Tay Martin plays like he needs football, because he does. Football kept him going during the hardest year of his life, when his father was sent to prison and he lost his mother unexpectedly.
At 6-foot-3, 182 pounds, with mad leaping ability, burner speed, and innate ball skills honed from years on the hardwood, Washington State wide receiver Tay Martin, looks and plays like a basketball player on the football field.
Before Martin found his way to Martin Stadium, those moves ignited crowds at basketball arenas throughout the small Cajun town of Houma, La., and Martin finished his basketball career as the Class 4A Louisiana State High School Player of the Year.
He has good genes to thank for some of that natural ability, says his father, Brian Ross.
Ross and Tay’s mother, April Martin, were high school sweethearts and basketball stars at South Terrebonne High School in the late 90s.
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“Tay had no choice but to be blessed,” Ross says. “She could get down with the best of them, and I could get down with the best of them.”
Ross’ budding basketball career was derailed by poor grades that kept him from getting into college. April Martin turned down a basketball scholarship offer to stay home and raise Tay, who was born during her sophomore year.
Their eldest child has proved to be quite the baller himself in his first year at WSU.
Tay’s breakout game came against Colorado, when he led the team with four receptions for 78 yards and a touchdown. Martin’s role has increased since, and he’s scored three touchdowns in the last three games for the 19th-ranked Cougars, who play at Utah Saturday.
Tay practices and plays with a glowering intensity that comes from deep within. He’s overcome a lot to get to WSU, and even Cougars’ coach Mike Leach is impressed by the poise and maturity Tay has displayed in his first season.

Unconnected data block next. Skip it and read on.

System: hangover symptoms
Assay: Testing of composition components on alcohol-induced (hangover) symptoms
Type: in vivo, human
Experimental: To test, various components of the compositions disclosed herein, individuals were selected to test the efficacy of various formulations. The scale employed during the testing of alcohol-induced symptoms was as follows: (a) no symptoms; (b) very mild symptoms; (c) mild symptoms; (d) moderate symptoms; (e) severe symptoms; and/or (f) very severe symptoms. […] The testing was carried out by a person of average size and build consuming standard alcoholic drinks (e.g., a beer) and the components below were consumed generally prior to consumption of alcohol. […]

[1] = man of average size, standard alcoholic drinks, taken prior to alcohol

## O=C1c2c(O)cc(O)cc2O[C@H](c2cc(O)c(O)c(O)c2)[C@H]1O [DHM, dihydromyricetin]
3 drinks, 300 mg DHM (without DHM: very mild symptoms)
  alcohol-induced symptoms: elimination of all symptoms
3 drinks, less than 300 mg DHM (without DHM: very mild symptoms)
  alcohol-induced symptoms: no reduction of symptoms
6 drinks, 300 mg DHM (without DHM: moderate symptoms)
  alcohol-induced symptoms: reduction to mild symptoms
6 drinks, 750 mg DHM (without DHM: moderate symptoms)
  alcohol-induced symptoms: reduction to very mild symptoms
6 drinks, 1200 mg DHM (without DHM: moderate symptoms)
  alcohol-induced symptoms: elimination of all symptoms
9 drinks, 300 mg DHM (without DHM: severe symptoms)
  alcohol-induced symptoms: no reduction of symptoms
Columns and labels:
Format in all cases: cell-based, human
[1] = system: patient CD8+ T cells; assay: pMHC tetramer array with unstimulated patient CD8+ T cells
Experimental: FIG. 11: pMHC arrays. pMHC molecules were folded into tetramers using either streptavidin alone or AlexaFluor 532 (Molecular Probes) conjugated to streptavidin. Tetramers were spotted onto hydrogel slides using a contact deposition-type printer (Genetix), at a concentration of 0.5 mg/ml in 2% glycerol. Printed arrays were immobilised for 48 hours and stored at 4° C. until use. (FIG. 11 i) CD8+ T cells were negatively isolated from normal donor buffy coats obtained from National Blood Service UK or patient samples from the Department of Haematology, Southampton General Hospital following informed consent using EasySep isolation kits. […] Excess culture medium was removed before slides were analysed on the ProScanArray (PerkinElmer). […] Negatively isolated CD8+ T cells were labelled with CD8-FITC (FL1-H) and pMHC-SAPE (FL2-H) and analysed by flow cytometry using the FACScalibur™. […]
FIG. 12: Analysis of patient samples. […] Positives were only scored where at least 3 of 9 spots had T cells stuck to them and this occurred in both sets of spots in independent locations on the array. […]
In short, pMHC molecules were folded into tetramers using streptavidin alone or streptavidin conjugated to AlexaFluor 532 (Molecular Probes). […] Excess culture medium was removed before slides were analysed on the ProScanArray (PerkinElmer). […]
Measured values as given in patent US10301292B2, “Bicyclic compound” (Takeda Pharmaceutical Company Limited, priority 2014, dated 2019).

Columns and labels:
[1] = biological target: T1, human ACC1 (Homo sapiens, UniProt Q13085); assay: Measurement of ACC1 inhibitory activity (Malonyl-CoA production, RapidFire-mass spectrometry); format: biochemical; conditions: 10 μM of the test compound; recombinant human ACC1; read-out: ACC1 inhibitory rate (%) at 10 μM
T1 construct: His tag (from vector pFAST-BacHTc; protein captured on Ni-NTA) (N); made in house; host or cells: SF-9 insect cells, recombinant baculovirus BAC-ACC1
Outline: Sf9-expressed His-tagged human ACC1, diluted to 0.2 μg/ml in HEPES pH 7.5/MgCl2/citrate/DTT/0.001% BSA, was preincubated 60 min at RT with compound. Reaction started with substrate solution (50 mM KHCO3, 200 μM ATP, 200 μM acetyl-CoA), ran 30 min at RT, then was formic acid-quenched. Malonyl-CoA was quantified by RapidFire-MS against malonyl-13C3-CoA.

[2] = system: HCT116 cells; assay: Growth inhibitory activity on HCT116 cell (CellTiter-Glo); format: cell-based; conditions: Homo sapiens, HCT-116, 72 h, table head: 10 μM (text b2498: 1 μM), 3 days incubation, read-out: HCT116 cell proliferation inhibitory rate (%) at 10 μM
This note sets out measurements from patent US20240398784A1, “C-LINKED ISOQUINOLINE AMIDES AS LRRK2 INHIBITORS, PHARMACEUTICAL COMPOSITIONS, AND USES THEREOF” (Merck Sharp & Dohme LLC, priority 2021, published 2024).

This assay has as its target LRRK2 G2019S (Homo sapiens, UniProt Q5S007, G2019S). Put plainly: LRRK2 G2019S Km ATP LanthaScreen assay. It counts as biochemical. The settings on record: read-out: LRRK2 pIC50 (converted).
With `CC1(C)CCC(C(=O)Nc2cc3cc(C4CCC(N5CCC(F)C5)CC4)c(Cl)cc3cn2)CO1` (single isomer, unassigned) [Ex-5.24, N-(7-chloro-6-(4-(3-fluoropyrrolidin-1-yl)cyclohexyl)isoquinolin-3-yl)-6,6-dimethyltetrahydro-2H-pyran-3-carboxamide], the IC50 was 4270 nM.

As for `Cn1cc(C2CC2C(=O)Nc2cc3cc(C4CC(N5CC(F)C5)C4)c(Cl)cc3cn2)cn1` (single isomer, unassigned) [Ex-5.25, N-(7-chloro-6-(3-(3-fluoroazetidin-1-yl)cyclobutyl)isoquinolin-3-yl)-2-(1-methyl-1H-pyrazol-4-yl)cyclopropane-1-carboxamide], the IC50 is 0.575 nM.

“He never goes half speed,” Leach said. “One thing about him – correct or incorrect – he was always full speed. He’s improving fast, and it’s helped him. He’s passed some guys up.”
“We’ve got a lot of guys who like football, who want to play football. Tay Martin literally needs football, if you go back to where he’s from. He attacks it like that’s the case.”
Tay Martin needs football because football kept him going during the hardest year of his life, his junior year of high school, when his father was sent to prison and Tay found his mother dead from a brain aneurysm.
* * * * *
On the last weekend of April Martin’s life, she drove Tay and his little brother, Zay, the 57 miles from Houma to New Orleans for Tay to participate in a football camp at Tulane, and Zay to play in a basketball tournament.
The bigger treat was that the boys got to see their father. Ross had been in prison since Sept. 8, 2015, serving a five-year sentence for felony hit-and-run.
His incarceration was hard on the family. April was working two jobs to make ends meet and the kids missed their dad, who had been very involved in their lives until his imprisonment.
Ross was backing into a parking lot in August 2013 when a speeding motorcycle collided with the driver’s side of his 1999 Ford Expedition.
The motorcyclist ultimately succumbed to his injuries in the hospital and Ross was also seriously hurt. He fractured his cheekbone and later lost an eye.
But, bleeding and in shock at the scene of the accident that night, Ross wasn’t thinking straight. He threw the car into gear and sped away.
To this day, he deeply regrets that decision.
“I panicked. It was like, you want to get away,” Ross says. “If I wouldn’t have moved, I would have just gotten a ticket. It’s a choice that you make, in one split second, and it costs you two years of missing a lot of your kids’ lives, two years you’ll never get back.”
Ross fought the charge initially, contending that the motorcyclist was speeding. But in September 2015, just after Tay started his junior year at Ellender Memorial High School, Ross took a five-year plea deal instead of letting the case go to trial and risking a decade-long sentence.
By the time Tay was going to college camps and starting his recruitment process, Ross’ sentence had been reduced to two years for good behavior, and he was in a work release program as a cook at a fried chicken restaurant in New Orleans.